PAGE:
Molecular Features Predict Prognosis in HER2-positive Breast Cancer

By oncoXchange

March 22nd 2019

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Molecular Features Predict Prognosis in HER2-positive Breast Cancer

By Ed Susman

VIENNA, Austria – Patients with HER2-positive breast cancer who achieve a pathological complete response are most likely to have better outcomes after therapy – but, researchers caution that biological factors cannot be discounted.

“Even in the context of pathological complete response, tumor biology and nodal status still matter, said Aleix Prat, MD, head of the department of medical oncology at the Hospital Clinic of Barcelona, Spain, in his oral presentation at the 16th St. Gallen Breast Cancer Conference.

He said that in the NeoALTTO and NeoSphere trials, patients who achieved complete responses still had breast cancer recurrences down the road. In NeoALTTO, there was a 77% event-free survival at 6 years; in NeoSphere there was an 85% event-free survival after 5 years, indicating that despite complete response recurrence occurred in 15-25% of patients.

In these studies, 40% of patients had tumor burden greater than 5 cm and between 16% and 25% were diagnosed with N2 disease. “Therefore, we can conclude that pathological complete response does not equal being cured so we need additional variables to try to identify patients with better outcomes.”

“As we add more effective drugs – chemotherapy and HER2-based therapy – the rate of pathological complete response increase,” he said, although he illustrated that in hormone receptor negative patients the absolute benefit of combining taxanes, anthracycline chemotherapy and dual HER2 blockade is not substantially different than using just taxanes and dual HER2 blockade – providing the potential for treatment de-escalation.

“Within the hormone receptor negative, HER2-positive disease, pathological complete response rates do not increase that much – about 5% – when anthracycline is added to taxane plus dual HER2 blockade,” he suggested is one of the take home messages of his report.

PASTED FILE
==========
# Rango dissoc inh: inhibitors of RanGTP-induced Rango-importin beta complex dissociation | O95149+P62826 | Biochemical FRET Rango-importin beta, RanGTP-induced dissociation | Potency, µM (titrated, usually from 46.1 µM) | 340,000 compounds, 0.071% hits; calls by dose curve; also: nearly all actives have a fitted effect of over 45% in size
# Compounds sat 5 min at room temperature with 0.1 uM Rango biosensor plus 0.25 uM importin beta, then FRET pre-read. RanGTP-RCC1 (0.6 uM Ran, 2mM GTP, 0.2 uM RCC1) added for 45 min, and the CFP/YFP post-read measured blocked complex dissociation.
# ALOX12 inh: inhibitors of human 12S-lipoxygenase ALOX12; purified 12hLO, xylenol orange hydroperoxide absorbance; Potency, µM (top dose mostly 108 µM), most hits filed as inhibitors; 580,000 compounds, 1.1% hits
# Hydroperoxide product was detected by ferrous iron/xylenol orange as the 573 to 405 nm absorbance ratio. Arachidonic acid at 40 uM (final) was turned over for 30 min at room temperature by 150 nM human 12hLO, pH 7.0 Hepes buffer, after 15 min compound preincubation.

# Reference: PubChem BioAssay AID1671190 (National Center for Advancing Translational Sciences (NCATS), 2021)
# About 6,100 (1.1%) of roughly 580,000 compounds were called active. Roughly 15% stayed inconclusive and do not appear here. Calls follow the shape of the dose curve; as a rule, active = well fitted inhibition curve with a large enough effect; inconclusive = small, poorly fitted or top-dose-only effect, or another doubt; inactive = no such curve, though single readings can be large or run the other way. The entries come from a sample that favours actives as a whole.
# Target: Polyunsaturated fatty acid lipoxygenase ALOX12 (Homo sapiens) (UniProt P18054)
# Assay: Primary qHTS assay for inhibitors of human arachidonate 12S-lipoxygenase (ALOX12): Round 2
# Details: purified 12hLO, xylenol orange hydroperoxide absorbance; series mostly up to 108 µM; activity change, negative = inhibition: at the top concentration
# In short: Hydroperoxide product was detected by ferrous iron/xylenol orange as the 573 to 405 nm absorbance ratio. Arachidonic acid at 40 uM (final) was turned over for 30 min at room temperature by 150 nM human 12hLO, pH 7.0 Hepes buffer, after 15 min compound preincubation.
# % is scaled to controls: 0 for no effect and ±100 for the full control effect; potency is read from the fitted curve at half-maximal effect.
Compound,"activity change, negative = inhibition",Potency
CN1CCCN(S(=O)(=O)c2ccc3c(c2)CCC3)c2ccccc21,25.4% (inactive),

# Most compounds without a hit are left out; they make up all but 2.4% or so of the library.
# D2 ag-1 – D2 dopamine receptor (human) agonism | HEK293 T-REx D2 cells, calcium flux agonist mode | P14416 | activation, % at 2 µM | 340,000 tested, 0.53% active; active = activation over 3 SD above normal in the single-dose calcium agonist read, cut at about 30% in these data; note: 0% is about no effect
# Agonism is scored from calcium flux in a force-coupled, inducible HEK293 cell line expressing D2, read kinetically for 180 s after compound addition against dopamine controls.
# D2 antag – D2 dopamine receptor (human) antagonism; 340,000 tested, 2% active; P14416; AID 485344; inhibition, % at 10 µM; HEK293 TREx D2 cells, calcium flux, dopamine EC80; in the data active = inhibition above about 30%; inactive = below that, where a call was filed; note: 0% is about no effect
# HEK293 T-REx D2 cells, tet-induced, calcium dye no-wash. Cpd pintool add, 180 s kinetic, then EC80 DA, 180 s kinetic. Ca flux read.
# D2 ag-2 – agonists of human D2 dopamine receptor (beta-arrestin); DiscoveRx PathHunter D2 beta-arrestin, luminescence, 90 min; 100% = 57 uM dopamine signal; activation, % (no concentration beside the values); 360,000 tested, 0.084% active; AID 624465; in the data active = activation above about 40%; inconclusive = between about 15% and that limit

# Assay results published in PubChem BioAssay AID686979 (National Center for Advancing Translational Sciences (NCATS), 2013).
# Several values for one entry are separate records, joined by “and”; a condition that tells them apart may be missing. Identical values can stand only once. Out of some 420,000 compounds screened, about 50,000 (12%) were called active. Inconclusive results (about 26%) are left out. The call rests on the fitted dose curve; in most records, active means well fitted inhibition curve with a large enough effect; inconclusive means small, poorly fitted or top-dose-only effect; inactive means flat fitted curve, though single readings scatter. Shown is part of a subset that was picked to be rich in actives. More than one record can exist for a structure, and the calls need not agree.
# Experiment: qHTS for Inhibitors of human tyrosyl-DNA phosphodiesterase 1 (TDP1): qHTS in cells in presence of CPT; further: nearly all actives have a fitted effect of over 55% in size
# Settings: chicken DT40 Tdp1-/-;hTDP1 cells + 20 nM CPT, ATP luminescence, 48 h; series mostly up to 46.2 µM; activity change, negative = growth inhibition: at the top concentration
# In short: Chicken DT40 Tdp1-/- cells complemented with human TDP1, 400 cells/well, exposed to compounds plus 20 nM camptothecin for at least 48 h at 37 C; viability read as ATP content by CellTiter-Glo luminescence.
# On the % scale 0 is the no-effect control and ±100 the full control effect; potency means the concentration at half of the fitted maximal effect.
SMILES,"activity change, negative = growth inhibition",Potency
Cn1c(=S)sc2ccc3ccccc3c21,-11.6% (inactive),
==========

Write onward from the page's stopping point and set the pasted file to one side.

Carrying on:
Prat said that current guidelines that define HER2 positive breast cancer based on HER2 levels and hormone positivity is not enough to give a full picture of the disease because he suggested tumor cell features and the extent of tumor infiltrating lymphocyte profiles may also make differences in prognosis.

“Tumor heterogeneity is possible at the DNA level, the RNA level and at the protein level and at the level of the tumor microenvironment,” he said. “The challenge over the next few years will be: How are we going to use this information to make better disease treatment decisions.”

He said that the most common mutations seen in HER2 positive breast cancer occur with the PIK3CA and the P53 gene – but usually they are mutually exclusive. That is, if there is a PIK3CA mutation, the tumor usually expresses P53 wild-type genetics, and vice versa, Prat said. “The PIK3CA mutation is of interest because they are usually activating mutations and activate a pathway that is related to anti-HER2-based treatment resistance.” He cited several recent neoadjuvant studies in which patients who had a PIK3CA mutations in their tumor had significantly lower rates of pathological complete responses when they were treated with chemotherapy and HER2-blockage.

“We can say that PIK3CA mutation is associated with less response to anti-HER2-based therapy, and with residual disease,” Prat said. He also said that studies indicate that the same is true in trials where there was no chemotherapy. For example, in a study in which lapatinib and trastuzumab was administered to patients, the pathological complete response rate was 39% in patients with wild-type PIK3CA genetics and was 4% where a PIK3CA mutation was involved.

Prat also said that in patients who have HER2-enriched tumors have a subtype of the disease that is chemotherapy sensitive.

Another marker of good prognosis is the observation of higher levels of stromal tumor infiltration lymphocytes. Prat said, “sTILs is a consistent biomarker of better outcome following anti-HER2-based therapy.”

“Overall,” he said, “it is becoming clearer that there is a need to find models that integrate clinical data with biomarkers coming from the DNA, RNA, protein and the microenvironment into a single score to identify patients with HER2-positive breast cancer that are clinically relevant.”